It’s not every day that a new discovery sheds light on a world that existed millions of years ago. But that’s precisely what happened when the largest-ever fossil of a giant millipede was found on a beach in the north of England. This millipede was as big as a car and roamed the earth during the Carboniferous Period, which was over 100 million years before the Age of Dinosaurs.
The fossil, which is the remains of a creature called Arthropleura, dates back about 326 million years ago. The discovery has revealed that Arthropleura was the largest-known invertebrate animal of all time, larger than the ancient sea scorpions that were the previous record holders.
The fossil was discovered in January 2018 in a large block of sandstone that had fallen from a cliff to the beach at Howick Bay in Northumberland. “It was a complete fluke of a discovery,” said Dr. Neil Davies from Cambridge’s Department of Earth Sciences, the paper’s lead author. “The way the boulder had fallen, it had cracked open and perfectly exposed the fossil, which one of our former Ph.D. students happened to spot when walking by.”
The fossil is just the third such fossil ever found and is also the oldest and largest. The segment is about 75 centimeters long, while the original creature is estimated to have measured around 2.7 meters long and weighed around 50 kilograms. The results are reported in the Journal of the Geological Society.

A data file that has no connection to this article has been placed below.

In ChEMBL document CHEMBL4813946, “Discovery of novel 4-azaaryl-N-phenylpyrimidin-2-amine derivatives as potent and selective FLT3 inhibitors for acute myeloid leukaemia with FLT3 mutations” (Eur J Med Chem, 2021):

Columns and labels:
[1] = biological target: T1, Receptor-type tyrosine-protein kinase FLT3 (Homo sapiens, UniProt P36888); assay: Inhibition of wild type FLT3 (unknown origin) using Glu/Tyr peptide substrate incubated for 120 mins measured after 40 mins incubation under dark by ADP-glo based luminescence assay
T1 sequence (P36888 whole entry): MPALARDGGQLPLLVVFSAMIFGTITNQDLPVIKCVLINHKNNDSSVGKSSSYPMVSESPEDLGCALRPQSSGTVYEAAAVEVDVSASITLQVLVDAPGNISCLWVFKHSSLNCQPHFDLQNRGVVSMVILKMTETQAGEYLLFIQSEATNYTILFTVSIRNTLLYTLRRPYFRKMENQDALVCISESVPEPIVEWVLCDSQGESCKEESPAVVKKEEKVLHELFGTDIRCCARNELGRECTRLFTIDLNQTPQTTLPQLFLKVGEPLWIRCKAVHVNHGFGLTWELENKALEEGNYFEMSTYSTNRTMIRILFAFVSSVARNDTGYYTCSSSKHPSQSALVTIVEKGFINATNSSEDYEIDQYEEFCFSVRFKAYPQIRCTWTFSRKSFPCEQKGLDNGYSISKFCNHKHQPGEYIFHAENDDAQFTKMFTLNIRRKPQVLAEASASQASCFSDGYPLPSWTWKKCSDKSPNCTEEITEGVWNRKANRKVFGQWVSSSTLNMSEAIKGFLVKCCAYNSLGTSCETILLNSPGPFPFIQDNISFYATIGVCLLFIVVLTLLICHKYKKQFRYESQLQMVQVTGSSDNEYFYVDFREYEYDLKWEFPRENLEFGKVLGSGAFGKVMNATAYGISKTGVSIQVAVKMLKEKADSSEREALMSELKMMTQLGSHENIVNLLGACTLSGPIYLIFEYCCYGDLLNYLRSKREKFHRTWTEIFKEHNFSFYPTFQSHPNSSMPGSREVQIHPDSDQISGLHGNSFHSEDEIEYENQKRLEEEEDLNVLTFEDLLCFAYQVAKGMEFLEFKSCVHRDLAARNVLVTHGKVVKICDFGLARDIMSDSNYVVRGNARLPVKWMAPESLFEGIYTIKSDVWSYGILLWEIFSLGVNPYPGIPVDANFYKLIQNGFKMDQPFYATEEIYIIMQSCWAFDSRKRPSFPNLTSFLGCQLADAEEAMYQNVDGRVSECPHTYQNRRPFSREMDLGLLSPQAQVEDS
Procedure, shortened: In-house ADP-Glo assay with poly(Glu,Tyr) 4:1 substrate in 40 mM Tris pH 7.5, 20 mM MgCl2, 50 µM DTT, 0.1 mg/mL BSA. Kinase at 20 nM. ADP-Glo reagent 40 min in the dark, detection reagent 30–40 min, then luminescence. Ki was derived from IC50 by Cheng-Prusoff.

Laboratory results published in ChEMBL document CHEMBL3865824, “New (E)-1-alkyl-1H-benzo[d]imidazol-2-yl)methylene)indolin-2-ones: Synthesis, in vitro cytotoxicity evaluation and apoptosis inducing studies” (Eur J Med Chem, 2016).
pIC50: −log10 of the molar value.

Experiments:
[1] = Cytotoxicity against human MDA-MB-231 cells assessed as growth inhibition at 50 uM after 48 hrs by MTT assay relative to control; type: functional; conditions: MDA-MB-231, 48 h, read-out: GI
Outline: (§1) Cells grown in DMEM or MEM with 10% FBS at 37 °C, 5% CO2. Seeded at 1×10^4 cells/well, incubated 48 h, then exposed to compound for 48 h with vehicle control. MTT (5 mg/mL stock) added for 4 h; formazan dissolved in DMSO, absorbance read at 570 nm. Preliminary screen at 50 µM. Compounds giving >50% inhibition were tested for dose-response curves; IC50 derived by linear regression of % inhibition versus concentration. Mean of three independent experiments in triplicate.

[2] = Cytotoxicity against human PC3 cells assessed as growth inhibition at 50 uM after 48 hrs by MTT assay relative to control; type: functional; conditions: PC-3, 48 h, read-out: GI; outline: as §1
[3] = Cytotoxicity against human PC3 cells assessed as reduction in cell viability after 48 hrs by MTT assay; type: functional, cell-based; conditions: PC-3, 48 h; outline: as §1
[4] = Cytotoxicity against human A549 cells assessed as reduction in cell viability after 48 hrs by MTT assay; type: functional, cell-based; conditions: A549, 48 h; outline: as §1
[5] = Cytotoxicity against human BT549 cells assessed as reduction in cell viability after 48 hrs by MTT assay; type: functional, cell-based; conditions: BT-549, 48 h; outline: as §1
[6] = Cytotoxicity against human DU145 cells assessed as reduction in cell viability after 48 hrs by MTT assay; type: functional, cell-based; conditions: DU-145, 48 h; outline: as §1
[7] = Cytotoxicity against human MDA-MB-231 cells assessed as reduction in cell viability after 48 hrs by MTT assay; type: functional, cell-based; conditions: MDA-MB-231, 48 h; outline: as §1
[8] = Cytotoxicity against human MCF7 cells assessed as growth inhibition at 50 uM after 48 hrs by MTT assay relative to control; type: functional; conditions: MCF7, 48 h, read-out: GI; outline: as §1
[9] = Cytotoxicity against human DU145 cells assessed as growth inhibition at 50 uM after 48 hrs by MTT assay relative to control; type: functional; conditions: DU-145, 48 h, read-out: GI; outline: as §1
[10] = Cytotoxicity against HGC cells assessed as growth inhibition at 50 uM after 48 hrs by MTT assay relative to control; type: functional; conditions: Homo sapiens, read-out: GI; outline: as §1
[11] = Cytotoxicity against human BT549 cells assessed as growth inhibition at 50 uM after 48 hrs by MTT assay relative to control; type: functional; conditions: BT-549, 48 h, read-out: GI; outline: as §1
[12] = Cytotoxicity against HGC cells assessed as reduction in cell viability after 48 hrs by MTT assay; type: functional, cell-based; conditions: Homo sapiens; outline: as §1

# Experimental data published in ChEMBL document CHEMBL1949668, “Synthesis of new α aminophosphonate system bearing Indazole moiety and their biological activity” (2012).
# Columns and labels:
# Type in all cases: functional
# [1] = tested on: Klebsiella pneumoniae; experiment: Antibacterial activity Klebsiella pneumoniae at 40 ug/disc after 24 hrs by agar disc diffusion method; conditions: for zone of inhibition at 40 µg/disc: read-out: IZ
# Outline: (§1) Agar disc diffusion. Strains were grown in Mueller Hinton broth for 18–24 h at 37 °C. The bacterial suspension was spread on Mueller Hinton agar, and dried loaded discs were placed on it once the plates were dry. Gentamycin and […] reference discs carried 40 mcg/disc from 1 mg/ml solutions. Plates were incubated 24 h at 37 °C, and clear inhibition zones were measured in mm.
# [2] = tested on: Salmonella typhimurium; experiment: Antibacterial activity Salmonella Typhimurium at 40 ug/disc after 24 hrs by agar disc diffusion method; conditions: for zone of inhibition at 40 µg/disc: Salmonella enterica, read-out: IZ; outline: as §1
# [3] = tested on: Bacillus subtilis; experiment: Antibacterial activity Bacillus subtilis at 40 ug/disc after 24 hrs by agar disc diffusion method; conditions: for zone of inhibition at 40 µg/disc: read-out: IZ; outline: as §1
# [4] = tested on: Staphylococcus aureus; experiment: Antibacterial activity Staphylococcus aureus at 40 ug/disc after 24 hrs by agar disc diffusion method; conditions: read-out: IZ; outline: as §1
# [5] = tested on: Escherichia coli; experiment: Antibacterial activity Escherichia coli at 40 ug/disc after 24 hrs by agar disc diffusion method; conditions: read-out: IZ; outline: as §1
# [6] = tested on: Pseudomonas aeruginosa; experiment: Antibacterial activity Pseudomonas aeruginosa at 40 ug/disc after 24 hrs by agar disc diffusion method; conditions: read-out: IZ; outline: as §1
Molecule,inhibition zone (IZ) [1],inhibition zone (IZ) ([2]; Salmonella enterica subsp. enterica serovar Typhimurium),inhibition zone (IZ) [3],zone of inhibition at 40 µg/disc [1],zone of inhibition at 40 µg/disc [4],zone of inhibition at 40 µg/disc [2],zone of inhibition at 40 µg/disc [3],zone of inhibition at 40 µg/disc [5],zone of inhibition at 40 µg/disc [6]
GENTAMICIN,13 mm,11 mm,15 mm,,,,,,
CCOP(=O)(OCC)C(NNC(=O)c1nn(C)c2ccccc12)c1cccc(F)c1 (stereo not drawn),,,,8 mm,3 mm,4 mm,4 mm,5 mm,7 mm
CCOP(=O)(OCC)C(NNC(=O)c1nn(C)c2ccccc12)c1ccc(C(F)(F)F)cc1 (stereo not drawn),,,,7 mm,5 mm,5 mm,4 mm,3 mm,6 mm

The specimen, which is made up of multiple articulated exoskeleton segments, is broadly similar in form to modern millipedes. Unlike the cool and wet weather associated with the region today, Northumberland had a more tropical climate in the Carboniferous Period when Great Britain lay near the Equator. Invertebrates and early amphibians lived off the scattered vegetation around a series of creeks and rivers. The specimen identified by the researchers was found in a fossilized river channel. It was likely a molted segment of the Arthropleura’s exoskeleton that filled with sand, preserving it for hundreds of millions of years.
The fossil was extracted in May 2018 with permission from Natural England and the landowners, the Howick Estate. “It was an incredibly exciting find, but the fossil is so large it took four of us to carry it up the cliff face,” said Davies.
The fossil was brought back to Cambridge so that it could be examined in detail. It was compared with all previous records and revealed new information about the animal’s habitat and evolution. The animal can be seen to have only existed in places that were once located at the Equator, such as Great Britain during the Carboniferous. Previous reconstructions have suggested that the animal lived in coal swamps, but this specimen showed Arthropleura preferred open woodland habitats near the coast.
Although this is the largest Arthropleura fossil skeleton ever found, there is still much to learn about these creatures. “Finding these giant millipede fossils is rare because once they died, their bodies tend to disarticulate, so it’s likely that the fossil is a molted carapace that the animal shed as it grew,” said Davies. “We have not yet found a fossilized head, so it’s difficult to know everything about them.”
The researchers believe that to get to such a large size, Arthropleura must have had a high-nutrient diet. “While we can’t know for sure what they ate, there were plenty of nutritious nuts and seeds available in the leaf litter at the time, and they may even have been predators that fed off other invertebrates and even small vertebrates such as amphibians,” said Davies.
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